In celebration of our appreciation for cinematic mothers, we're highlighting famous movie moms that don't deserve to be taken out to brunch. Not all of the mothers on this list inflict pain upon their own children, but most of them do. These are the mothers who surprise their fictional movie children not with a chocolate bar or a video game, but with a butcher knife to the chest. Spoiler alert: these movie moms freak us out, and they should scare you, too. (Also, major plot points are given away)
Norma Bates (Psycho and Bates Motel)
Ms. Norma Bates doesn't technically appear in Alfred Hitchcock's horror classic Psycho, as she turns out to be a figment of her tortured son Norman's imagination. However, her presence is omnipotent, and that final voiceover monologue at the end of the film is the creepiest moment in film history. Vera Farmiga brings Norma to life in Bates Motel, and the result is nothing less than disturbing.
Mrs. Voorhees (Friday the 13th)
Friday the 13th is one of the best and most successful slasher films of all time. To those a little behind on their movie history: the killer in the original film isn't Jason. (fun fact: Drew Barrymore's character didn't know this in Scream, either). Actually, the killer is Jason's mother, Mrs. Voorhees (Betsy Palmer), who seeks revenge for her son's death. She may look like a sweet, old lady that you'd play bingo with, but deep inside she's a cold-blooded monster.
Joan Crawford (Mommie Dearest)
"No wire hangers ever!" This is what Joan Crawford (Faye Dunaway) demands to her daughter in Mommie Dearest, the most horrifying mother/daughter relationship ever put on screen. The film has rightfully become a cult classic since its 1981 release. Despite some of the campy dialogue and acting, Dunaway is genuinely frightening as the mentally disturbed Crawford.
Margaret White (Carrie)
No disrespect to Julianne Moore, but her rendition of mother-from-hell Margaret White doesn't hold a candle to Piper Laurie's original take on the character in Brian De Palma's horror classic Carrie. Margaret is a mentally deranged religious fanatic who abuses her daughter Carrie (Sissy Spacek) in the name of religion. If you've only seen the 2013 remake, you owe it to yourself to check out this chilling classic from 1976.
Erica Sayers (Black Swan)
In Black Swan, Erica Sayers (Barbara Herhsey) is an overprotective stage mom who might as well be a demon. The film is about sexual repression, and we get a sense that Nina's (Natalie Portman) stilted maturity stems from her mother's control. Hershey owns the role with her quiet demeanor and terrifyingly black eyes.
Not many people have seen Joon-ho Bong's art-house horror flick Mother, and they're missing out on a truly scary movie mom who will go to murderous lengths to protect her son. Hye-ja Kim is riveting in this underrated masterpiece.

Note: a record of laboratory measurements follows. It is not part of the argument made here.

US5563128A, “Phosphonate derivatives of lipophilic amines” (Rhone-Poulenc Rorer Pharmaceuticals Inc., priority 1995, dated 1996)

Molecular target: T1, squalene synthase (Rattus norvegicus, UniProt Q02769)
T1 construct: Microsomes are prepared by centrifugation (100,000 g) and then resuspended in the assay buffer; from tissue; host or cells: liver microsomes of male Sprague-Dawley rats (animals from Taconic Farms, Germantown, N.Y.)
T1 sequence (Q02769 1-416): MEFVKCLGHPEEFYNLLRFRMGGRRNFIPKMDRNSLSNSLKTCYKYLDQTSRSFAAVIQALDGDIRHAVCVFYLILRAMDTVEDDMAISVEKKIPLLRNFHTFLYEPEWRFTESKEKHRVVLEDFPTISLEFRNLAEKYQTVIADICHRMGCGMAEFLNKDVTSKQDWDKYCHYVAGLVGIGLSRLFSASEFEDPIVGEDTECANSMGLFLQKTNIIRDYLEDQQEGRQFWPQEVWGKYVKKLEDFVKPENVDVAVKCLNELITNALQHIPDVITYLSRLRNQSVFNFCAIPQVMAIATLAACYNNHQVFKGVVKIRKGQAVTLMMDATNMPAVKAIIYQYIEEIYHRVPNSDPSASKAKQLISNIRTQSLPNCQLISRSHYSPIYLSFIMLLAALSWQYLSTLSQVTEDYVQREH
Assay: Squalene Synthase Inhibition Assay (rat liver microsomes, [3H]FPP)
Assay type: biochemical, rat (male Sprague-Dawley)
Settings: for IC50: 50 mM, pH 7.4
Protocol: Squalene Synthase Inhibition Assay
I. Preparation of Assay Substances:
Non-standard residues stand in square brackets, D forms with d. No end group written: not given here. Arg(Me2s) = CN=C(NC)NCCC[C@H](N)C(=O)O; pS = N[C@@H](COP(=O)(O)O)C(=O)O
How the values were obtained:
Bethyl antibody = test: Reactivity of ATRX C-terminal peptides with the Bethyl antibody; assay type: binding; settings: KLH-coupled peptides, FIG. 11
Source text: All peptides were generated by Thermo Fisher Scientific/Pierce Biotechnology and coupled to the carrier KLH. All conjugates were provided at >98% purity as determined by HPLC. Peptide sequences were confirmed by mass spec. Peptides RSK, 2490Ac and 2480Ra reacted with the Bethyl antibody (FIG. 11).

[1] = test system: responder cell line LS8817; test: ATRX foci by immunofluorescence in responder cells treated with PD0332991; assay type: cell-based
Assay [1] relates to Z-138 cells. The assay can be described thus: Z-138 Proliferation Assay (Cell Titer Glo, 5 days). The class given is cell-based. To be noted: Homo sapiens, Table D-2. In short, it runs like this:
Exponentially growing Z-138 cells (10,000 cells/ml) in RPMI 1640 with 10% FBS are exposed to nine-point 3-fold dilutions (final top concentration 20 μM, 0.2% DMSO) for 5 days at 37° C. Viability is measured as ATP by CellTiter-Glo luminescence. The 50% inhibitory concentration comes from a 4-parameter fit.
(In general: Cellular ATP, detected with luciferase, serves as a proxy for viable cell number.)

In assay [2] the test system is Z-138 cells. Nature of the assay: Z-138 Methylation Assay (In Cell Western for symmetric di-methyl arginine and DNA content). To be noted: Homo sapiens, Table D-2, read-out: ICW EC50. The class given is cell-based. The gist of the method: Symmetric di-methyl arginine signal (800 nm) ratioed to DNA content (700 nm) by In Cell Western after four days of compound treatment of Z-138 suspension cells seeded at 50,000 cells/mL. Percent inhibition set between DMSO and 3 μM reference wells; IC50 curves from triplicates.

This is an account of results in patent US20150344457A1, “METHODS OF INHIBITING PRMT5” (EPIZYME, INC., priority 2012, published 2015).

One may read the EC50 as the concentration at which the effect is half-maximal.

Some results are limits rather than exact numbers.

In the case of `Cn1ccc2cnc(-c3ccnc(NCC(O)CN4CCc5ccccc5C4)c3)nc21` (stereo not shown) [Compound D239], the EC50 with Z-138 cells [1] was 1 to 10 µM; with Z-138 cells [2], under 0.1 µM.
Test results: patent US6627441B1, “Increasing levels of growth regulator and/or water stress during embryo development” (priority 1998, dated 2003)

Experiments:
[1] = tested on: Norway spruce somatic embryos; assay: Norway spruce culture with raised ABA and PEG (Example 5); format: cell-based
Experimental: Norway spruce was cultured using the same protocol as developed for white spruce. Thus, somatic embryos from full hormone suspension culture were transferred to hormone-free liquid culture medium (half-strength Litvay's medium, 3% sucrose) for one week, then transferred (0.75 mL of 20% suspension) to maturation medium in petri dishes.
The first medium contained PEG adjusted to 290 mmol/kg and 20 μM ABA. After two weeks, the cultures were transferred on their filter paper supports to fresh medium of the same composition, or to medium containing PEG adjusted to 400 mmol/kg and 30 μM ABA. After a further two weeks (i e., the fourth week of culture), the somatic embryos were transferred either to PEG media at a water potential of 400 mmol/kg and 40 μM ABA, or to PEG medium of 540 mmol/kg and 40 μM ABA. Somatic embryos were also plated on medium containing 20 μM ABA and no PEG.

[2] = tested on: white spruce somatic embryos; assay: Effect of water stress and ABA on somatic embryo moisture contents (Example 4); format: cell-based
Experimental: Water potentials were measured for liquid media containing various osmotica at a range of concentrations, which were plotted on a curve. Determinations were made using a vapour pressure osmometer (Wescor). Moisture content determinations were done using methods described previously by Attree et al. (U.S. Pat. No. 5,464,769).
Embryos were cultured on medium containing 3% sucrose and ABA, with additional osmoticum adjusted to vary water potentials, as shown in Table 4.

Mrs. Loomis (Scream 2)
Following Mrs. Voorhees, Mrs. Loomis (Laurie Metcalf) is the second mother on the list who kills a bunch of people to avenge the death of her son. The only difference, of course, is that Mrs. Loomis' son was also a serial killer, which suggests that something went severely wrong in the Loomis household.
Grace (The Others)
The Others is a complicated film to explain, so let's just say that Nicole Kidman's character Grace goes insane, kills her children, and then plays it off like nothing ever happened when they wake up as ghosts. The audiences doesn't know this until the end, of course, which means that we've been sympathizing with a monster the whole time. On second viewing, it's easy to see how scary Grace is, and the frightening lengths she will go to whitewash her insanity.
Let us know if we've missed your favorite scary movie moms in the comments.
The star is a frontrunner for an Academy Award nomination after critics handed him a trophy for his portrayal of British monarch King George VI.
The Social Network was also praised by L.A. film experts and went home with the Best Film and Best Screenplay honours. The Best Director award was tied between The Social Network's David Fincher and Carlos filmmaker Olivier Assayas.
Other winners included Mother star Kim Hye-ja, who won the Best Actress prize, while the Best Supporting Actor and Actress were given to Niels Arestrup for his role in A Prophet and Jacki Weaver for her turn in Animal Kingdom. Toy Story 3 won the Best Animation prize while the documentary honour went to Last Train Home.
The movie, which chronicles a mother's struggle to prove her mentally-challenged son's innocence against allegations of murder, won veteran star Kim Hye-ja the Best Actress accolade, while director Bong Joon-ho and co-writer Park Eun-kyo landed Best Screenplay.
Chinese filmmaker Lu Chuan was named Best Director for City of Life and Death, while Wang Xueqi took home the Best Actor award for his role in Bodyguards and Assassins.
Director Zhang Yimou was hailed for his outstanding contribution to Asian Cinema, while action man John Woo was handed the prize for top-grossing film director of 2009 for Red Cliff, and Bollywood superstar Amitabh Bachchan was presented with a lifetime achievement honour.